"No matter where you go, you find it": coronavirus in Yemen

Coronao death rates in Antenna, Yemen could exceed war deaths

Al Radwan Cemetery has expanded rapidly in recent months, with new graves coming closer to the residential buildings bordering it. “You can see my excavator,” says Saleh. “Now I dug 20 graves.”

Local medical authorities say the death toll in Aden is rising this year, despite relative easing in a war that has hit the country in recent years.

In the first half of May, the city recorded 950 deaths – almost four times more than the 251 deaths across March, according to a Health Department report.

These 950 deaths in two weeks in May accounted for almost half of the number of victims the city suffered in 2015, when the country’s civil war was raging.

Then Aden was destroyed by heavy fighting, his roads were hit by missiles and his houses were full of bullets. Now the biggest killers in the city are silent.

At the top of Covid-19, there is also a virus outbreak transmitted by mosquitoes, known as Chikungunya virusand more than 100,000 known cases of cholera across the nation. Many malnutrition centers and hospitals have been closed due to lack of funding and doctors’ concerns about their personal safety from the corona. The flash floods in the spring destroyed the city’s electricity grid.

“Yemen has faced wars and cannot cope with three pandemics, economic collapse and war and the corona,” said Dr. Ishraq Al-Subei, CNN’s health chief.

The official death toll in Covid-19 in southern Yemen is only 127. Health workers say they do not know the actual number due to low test capacity. But the huge increase in deaths in Aden is considered a warning of the worst to come, as the health sector is flooded and more people are dying from treatment.

In search of a hospital bed

Hmeid Mohammed, 38, had a racing trip that began with a mild fever at home.

His family could not find a hospital to take him when his fever began to rise rapidly in early May. He was in a coma when he was admitted to the only hospital in Aden that was scheduled to treat Covid-19 at the time.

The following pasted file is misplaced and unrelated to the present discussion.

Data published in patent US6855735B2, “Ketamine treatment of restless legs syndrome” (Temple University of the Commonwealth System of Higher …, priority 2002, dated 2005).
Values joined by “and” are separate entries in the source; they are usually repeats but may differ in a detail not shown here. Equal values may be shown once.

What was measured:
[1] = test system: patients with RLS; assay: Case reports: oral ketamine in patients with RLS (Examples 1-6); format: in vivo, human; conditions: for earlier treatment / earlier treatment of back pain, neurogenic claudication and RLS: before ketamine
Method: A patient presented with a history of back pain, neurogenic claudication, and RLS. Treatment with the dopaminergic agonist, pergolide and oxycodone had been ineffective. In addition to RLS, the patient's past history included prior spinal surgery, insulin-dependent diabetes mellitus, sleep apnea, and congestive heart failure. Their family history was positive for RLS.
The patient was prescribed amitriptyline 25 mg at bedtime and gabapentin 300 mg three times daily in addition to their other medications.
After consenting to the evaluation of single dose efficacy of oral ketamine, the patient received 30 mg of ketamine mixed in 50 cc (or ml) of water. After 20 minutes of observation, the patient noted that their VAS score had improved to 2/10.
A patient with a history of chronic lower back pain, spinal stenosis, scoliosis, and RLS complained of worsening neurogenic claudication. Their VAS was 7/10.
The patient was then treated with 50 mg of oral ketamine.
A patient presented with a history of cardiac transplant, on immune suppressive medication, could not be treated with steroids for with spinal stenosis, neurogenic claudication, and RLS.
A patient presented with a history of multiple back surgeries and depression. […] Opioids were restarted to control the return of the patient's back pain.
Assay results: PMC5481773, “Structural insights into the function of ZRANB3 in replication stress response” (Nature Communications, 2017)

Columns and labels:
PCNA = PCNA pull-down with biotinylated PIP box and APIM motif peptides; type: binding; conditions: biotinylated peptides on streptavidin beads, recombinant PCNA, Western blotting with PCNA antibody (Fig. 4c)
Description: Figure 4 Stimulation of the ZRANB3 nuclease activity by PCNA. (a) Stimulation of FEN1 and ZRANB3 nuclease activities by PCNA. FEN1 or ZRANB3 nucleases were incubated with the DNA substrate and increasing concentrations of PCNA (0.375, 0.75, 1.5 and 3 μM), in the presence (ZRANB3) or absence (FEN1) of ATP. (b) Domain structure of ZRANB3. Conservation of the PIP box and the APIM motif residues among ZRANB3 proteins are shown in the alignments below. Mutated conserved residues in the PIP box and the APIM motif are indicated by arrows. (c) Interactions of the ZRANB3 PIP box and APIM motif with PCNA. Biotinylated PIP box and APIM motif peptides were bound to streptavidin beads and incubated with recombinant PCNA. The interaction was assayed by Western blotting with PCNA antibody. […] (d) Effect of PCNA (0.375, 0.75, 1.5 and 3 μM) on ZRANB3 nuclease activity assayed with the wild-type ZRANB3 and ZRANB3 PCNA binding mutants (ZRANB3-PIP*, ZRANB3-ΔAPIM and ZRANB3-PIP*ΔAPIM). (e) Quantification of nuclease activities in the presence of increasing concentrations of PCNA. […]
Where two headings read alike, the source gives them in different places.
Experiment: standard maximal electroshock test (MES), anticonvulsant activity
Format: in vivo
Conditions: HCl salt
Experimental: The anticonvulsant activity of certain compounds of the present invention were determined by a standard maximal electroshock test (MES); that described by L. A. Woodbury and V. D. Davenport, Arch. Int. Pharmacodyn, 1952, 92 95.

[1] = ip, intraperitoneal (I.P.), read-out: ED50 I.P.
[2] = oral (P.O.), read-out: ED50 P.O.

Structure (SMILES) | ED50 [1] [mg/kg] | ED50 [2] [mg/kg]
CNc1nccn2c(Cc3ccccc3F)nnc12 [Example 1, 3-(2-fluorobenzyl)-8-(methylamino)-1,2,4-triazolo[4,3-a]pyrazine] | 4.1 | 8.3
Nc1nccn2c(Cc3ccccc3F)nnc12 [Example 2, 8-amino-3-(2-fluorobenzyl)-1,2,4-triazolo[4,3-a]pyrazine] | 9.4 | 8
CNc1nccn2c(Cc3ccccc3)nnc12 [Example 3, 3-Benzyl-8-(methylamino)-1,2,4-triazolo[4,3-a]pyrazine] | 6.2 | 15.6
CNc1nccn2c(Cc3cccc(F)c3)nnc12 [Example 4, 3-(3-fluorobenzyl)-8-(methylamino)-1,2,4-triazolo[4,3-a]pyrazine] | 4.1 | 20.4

“They brought him back to life,” recalls his brother-in-law, Anwar Motref.

He was diagnosed with meningitis, another common disease in Yemen. As soon as he showed signs of improvement, doctors advised him to leave the hospital to avoid being infected with Covid-19.

About a week later, his health deteriorated. Again, the family went to different hospitals in an attempt to admit him, but with little success. He was eventually found in a bed in an emergency room shared with six other people. The fluid filled his lungs and his kidneys failed.

The family had the money for medical care, but Aden’s hospitals were either closed or full. A hospital admission hunt that could have surgery and dialysis in time to save him failed.

Mohammed died in late May, robbing his three children and the widow of the family’s only winner.

“Who’s to blame for all this? We don’t have a government or a state or anyone to help us in this country,” Motref said at the family home on the rocky hills around Aden.

“Who should we complain to? We are tired of this life. We wake up every morning to listen to 10-15 people who died, “he added.